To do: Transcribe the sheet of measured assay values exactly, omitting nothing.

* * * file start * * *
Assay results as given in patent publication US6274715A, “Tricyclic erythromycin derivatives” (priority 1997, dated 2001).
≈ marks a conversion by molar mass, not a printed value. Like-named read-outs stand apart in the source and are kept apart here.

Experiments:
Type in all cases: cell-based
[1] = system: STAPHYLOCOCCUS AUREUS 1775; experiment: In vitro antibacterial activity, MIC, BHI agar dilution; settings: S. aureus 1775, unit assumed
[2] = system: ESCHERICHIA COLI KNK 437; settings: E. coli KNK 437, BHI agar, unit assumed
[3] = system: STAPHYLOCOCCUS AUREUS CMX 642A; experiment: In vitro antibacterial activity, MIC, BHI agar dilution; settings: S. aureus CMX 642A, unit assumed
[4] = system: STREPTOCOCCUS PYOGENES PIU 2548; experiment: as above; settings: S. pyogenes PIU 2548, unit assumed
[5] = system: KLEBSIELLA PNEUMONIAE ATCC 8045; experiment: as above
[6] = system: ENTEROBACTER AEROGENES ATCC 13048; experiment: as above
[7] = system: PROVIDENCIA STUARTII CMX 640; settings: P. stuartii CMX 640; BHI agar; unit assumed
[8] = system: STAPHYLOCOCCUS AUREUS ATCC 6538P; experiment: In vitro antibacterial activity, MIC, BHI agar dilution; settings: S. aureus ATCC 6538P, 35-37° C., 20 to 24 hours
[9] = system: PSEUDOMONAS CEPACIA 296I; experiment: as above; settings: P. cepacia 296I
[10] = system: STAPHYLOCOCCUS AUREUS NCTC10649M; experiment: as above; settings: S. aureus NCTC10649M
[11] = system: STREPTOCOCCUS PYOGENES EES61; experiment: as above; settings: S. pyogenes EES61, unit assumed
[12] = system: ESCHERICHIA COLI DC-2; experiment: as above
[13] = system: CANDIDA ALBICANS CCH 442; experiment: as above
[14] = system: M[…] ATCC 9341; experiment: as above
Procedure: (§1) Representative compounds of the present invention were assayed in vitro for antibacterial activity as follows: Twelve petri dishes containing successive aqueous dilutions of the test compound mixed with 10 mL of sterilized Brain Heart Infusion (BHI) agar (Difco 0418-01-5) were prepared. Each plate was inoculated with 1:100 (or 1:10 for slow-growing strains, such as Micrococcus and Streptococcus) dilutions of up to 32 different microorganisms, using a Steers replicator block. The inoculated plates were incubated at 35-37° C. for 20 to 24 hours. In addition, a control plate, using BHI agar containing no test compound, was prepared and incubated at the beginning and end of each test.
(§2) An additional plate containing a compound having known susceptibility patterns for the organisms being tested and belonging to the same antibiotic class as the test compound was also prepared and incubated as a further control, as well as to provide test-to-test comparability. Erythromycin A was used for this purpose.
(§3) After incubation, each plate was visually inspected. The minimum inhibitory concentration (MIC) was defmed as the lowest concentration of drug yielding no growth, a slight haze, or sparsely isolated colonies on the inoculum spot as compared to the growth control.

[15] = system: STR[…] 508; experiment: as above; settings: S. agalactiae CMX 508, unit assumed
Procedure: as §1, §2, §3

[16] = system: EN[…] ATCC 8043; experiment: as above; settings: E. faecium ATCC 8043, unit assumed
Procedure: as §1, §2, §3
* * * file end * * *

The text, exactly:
Assay results as given in patent publication US6274715A, “Tricyclic erythromycin derivatives” (priority 1997, dated 2001).
≈ marks a conversion by molar mass, not a printed value. Like-named read-outs stand apart in the source and are kept apart here.

Experiments:
Type in all cases: cell-based
[1] = system: STAPHYLOCOCCUS AUREUS 1775; experiment: In vitro antibacterial activity, MIC, BHI agar dilution; settings: S. aureus 1775, unit assumed
[2] = system: ESCHERICHIA COLI KNK 437; settings: E. coli KNK 437, BHI agar, unit assumed
[3] = system: STAPHYLOCOCCUS AUREUS CMX 642A; experiment: In vitro antibacterial activity, MIC, BHI agar dilution; settings: S. aureus CMX 642A, unit assumed
[4] = system: STREPTOCOCCUS PYOGENES PIU 2548; experiment: as above; settings: S. pyogenes PIU 2548, unit assumed
[5] = system: KLEBSIELLA PNEUMONIAE ATCC 8045; experiment: as above
[6] = system: ENTEROBACTER AEROGENES ATCC 13048; experiment: as above
[7] = system: PROVIDENCIA STUARTII CMX 640; settings: P. stuartii CMX 640; BHI agar; unit assumed
[8] = system: STAPHYLOCOCCUS AUREUS ATCC 6538P; experiment: In vitro antibacterial activity, MIC, BHI agar dilution; settings: S. aureus ATCC 6538P, 35-37° C., 20 to 24 hours
[9] = system: PSEUDOMONAS CEPACIA 296I; experiment: as above; settings: P. cepacia 296I
[10] = system: STAPHYLOCOCCUS AUREUS NCTC10649M; experiment: as above; settings: S. aureus NCTC10649M
[11] = system: STREPTOCOCCUS PYOGENES EES61; experiment: as above; settings: S. pyogenes EES61, unit assumed
[12] = system: ESCHERICHIA COLI DC-2; experiment: as above
[13] = system: CANDIDA ALBICANS CCH 442; experiment: as above
[14] = system: M[…] ATCC 9341; experiment: as above
Procedure: (§1) Representative compounds of the present invention were assayed in vitro for antibacterial activity as follows: Twelve petri dishes containing successive aqueous dilutions of the test compound mixed with 10 mL of sterilized Brain Heart Infusion (BHI) agar (Difco 0418-01-5) were prepared. Each plate was inoculated with 1:100 (or 1:10 for slow-growing strains, such as Micrococcus and Streptococcus) dilutions of up to 32 different microorganisms, using a Steers replicator block. The inoculated plates were incubated at 35-37° C. for 20 to 24 hours. In addition, a control plate, using BHI agar containing no test compound, was prepared and incubated at the beginning and end of each test.
(§2) An additional plate containing a compound having known susceptibility patterns for the organisms being tested and belonging to the same antibiotic class as the test compound was also prepared and incubated as a further control, as well as to provide test-to-test comparability. Erythromycin A was used for this purpose.
(§3) After incubation, each plate was visually inspected. The minimum inhibitory concentration (MIC) was defmed as the lowest concentration of drug yielding no growth, a slight haze, or sparsely isolated colonies on the inoculum spot as compared to the growth control.

[15] = system: STR[…] 508; experiment: as above; settings: S. agalactiae CMX 508, unit assumed
Procedure: as §1, §2, §3

[16] = system: EN[…] ATCC 8043; experiment: as above; settings: E. faecium ATCC 8043, unit assumed
Procedure: as §1, §2, §3